Christopher Corwin began writing for parterre box in 2011 under the pen name “DeCaffarrelli.” His work has also appeared in , The New York Times, Musical America, The Observer, San Francisco Classical Voice and BAMNotes. Like many, he came to opera via the Saturday Met Opera broadcasts which he began listening to at age 11. His particular enthusiasm is 17th and 18th century opera. Since 2015 he has curated the weekly podcast Trove Thursday on parterre box presenting live recordings.
Not only cursed to bear a name nearly identical to that of one of the greatest geniuses who ever lived, Leonardo Vinci also had the misfortune to die just three months after the premiere of his greatest opera, reportedly murdered with a cup of poisoned chocolate at the age of 36.
If you’re the sort who prefers his diva to be an unapproachable sphinx prone to infuriating cancellations while radiating ennui, I suspect that the sunny, hard-working, grateful persona of American mezzo soprano Joyce DiDonato will not appeal to you at all.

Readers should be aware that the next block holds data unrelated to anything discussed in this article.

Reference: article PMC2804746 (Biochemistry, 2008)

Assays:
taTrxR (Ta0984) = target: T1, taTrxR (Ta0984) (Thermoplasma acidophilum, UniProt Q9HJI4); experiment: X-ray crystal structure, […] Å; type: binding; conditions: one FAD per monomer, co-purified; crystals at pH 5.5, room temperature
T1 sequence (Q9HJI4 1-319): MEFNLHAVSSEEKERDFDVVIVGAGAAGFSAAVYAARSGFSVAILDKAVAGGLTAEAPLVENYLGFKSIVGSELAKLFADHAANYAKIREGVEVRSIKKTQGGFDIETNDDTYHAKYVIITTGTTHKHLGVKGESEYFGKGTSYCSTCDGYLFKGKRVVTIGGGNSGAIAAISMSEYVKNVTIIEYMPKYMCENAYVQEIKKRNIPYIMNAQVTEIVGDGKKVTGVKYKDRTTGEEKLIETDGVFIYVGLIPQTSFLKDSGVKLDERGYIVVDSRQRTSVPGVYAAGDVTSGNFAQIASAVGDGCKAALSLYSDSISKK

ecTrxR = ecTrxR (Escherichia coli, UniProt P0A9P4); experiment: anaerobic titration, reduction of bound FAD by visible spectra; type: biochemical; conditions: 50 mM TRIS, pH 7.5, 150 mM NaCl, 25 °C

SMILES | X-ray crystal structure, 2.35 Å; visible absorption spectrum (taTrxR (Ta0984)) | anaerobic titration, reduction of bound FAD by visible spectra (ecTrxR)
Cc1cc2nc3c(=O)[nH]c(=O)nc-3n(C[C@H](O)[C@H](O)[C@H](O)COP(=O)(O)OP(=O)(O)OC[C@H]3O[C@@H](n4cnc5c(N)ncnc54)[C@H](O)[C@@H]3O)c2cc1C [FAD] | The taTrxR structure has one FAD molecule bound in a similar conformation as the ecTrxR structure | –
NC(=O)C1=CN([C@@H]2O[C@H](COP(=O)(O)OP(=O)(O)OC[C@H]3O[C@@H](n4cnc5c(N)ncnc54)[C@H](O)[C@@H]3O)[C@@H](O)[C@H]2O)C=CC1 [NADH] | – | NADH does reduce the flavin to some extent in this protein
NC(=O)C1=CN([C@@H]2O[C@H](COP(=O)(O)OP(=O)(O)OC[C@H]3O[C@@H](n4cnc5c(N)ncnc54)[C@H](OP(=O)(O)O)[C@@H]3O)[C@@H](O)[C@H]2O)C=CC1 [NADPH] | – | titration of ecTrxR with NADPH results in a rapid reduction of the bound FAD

Sneaking in under the wire during the final week of May were two highpoints of New York’s opera season: the Cleveland Orchestra’s Salome with a stunning Nina Stemme and operamission’s revelatory US stage premiere of a complete edition of Handel’s first opera Almira.
Many American opera-lovers take the “Grand Tour”—a pilgrimage to Europe to attend opera at its great houses—Peter Grimes at the Royal Opera in London or Otello at La Scala in Milan, or perhaps for the more well-heeled a visit to the summer festivals of Glyndebourne, Salzburg or Aix-en-Provence.
“Hey the line forms, on the right dear / Now that Macheath’s back in town / You’d better lock your doors, and call the law / Because Macheath’s back in town.” So concludes Marc Blitzstein’s famous English translation of the song that opens Die Dreigroschenoper.